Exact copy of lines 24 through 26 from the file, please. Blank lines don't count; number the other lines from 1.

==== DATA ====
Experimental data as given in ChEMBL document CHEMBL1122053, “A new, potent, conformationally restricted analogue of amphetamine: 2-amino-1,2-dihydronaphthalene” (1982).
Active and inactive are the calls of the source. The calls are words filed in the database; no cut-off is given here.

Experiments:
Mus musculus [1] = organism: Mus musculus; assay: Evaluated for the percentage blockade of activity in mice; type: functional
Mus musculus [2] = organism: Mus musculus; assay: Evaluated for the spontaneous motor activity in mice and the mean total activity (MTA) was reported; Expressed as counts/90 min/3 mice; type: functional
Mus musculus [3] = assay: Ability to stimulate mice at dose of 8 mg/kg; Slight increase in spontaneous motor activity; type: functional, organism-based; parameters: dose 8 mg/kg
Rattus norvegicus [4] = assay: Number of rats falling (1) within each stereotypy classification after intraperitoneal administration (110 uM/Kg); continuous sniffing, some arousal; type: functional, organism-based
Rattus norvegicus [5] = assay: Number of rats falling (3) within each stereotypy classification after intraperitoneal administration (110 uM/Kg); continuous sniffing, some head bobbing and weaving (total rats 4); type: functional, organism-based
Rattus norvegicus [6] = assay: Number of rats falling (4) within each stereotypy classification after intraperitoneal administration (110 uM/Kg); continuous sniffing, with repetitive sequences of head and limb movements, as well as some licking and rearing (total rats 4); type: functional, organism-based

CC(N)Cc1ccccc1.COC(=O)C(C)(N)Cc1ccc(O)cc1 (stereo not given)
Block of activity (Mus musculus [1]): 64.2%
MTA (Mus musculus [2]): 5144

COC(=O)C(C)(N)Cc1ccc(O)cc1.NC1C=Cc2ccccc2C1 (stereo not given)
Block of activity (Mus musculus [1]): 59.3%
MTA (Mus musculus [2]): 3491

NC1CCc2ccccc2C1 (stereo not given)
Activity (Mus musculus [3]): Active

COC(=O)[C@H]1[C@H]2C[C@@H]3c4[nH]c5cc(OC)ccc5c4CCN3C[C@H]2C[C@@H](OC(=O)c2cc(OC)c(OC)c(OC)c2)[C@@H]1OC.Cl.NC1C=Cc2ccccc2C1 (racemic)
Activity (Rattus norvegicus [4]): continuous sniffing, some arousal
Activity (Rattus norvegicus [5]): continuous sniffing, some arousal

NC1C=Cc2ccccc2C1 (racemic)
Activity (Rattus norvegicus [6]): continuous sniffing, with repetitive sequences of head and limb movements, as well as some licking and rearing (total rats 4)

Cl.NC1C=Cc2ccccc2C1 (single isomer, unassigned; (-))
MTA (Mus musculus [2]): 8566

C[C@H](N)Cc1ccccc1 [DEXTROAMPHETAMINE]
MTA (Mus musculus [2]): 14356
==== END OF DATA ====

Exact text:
MTA (Mus musculus [2]): 8566

C[C@H](N)Cc1ccccc1 [DEXTROAMPHETAMINE]
MTA (Mus musculus [2]): 14356